Output | Expression | Cumulative Plots

Cumulative Plots
The Cumulative Plots tab is shown below:
This tab displays two plots in the original (log2) scale from the input data set and the count scale (taking 2 to the power of corresponding value) showing the relative contribution of different genes to the total summary of data and how much the overall signal can be dominated by the top expressers.
Each line in the plots represents an individual sample. The y-axis indicates the percentage of accumulative summary from largest to smallest values as compared to the overall summary of all values. The x-axis indicates the percentage of genes applied for the cumulative summary. While all of the lines in both plots are concave, with one exception, the lines in the log-scale plot (left) are much closer to linearity than the corresponding lines in the count scale plot (right) where samples with the highest expression are added first. (Subsequent genes are added in order of decreasing expression.) In this case, the percentage of the accumulative summary in count scale increases sharply when adding up a small percentage of top expressed genes. As can be seen, the top 10-15% of the expressers contribute a vastly higher percentage of the counts, whereas the remaining 80-90% contribute relatively little to the overall signal.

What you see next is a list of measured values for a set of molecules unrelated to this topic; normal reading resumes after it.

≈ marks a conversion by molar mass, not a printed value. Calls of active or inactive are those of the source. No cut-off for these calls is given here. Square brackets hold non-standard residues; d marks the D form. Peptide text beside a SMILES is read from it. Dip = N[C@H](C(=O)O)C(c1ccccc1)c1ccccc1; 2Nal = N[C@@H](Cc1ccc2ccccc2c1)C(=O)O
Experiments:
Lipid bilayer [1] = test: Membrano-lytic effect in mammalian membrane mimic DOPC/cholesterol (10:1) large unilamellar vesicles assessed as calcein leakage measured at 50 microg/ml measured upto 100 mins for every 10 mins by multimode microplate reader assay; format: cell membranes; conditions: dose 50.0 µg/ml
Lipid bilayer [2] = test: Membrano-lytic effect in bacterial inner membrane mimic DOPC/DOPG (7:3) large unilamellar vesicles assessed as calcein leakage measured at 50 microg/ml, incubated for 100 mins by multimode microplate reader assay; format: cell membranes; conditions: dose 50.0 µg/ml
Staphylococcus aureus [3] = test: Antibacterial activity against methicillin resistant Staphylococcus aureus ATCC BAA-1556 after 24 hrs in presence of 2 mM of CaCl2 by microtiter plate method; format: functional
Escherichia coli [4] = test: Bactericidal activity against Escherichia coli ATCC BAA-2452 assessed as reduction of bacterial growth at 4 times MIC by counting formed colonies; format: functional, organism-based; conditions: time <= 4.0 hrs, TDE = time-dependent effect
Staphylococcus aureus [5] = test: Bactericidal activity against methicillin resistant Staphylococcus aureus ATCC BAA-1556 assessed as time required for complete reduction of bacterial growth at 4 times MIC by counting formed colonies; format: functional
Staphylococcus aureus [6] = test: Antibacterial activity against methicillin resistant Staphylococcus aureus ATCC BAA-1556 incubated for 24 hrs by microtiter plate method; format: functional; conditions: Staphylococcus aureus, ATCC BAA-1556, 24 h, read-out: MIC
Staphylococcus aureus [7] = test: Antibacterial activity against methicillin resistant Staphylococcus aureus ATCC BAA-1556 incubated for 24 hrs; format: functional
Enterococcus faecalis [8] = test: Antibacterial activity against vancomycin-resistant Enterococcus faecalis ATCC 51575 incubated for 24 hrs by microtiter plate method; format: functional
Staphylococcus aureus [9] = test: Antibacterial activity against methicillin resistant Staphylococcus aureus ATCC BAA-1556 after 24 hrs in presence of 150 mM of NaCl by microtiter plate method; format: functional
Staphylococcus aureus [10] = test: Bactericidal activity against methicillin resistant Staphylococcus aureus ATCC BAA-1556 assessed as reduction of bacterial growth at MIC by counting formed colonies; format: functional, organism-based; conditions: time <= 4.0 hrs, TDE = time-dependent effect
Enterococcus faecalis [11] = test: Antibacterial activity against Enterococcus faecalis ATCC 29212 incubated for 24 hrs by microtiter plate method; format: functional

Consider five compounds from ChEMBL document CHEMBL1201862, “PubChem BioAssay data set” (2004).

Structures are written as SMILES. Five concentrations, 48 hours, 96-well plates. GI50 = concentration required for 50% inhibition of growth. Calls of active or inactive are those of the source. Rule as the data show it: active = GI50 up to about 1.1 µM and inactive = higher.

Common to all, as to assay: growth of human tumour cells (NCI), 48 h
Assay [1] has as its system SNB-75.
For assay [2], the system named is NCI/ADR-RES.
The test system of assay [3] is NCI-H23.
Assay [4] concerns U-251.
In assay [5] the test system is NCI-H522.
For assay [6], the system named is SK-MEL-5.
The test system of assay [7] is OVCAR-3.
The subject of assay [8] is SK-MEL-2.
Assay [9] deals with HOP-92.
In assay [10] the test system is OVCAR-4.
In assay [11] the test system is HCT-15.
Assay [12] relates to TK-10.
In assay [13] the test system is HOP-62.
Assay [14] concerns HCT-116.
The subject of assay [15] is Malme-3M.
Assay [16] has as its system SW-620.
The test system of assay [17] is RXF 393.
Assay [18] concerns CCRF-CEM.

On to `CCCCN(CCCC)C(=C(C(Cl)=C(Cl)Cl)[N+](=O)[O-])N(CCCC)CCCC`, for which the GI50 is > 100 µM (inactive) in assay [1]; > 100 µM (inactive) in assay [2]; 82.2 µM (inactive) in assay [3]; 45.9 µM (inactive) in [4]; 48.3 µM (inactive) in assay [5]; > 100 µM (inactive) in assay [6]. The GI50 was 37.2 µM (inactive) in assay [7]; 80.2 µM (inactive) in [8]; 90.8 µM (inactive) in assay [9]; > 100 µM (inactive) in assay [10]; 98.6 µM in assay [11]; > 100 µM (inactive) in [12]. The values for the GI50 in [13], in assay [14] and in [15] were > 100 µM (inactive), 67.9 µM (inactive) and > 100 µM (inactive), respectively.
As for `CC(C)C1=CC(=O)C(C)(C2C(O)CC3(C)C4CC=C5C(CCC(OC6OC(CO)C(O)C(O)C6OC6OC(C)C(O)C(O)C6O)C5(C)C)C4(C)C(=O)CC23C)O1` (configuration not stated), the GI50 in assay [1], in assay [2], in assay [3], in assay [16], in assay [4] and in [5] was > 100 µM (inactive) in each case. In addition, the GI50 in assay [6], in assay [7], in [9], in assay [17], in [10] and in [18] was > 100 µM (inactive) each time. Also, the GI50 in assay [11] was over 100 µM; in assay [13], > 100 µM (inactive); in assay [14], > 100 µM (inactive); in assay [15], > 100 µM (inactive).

These plots show that, in this experiment, the overall expression is skewed by a relative few highly expressed genes in count scale. In this case, RPM Scaling (or RPKM scaling), where the total mapped reads, the summary of all genes in count scale, is applied to each individual sample as the sample associated divisor to rescale count values for RNAseq data, might not always be the best choice. To prevent the data from being dominated by a few very high expressers, you might want to apply either KDMM Normalization or Upper Quartile Scaling, which do not reply on total mapped reads for the normalization process.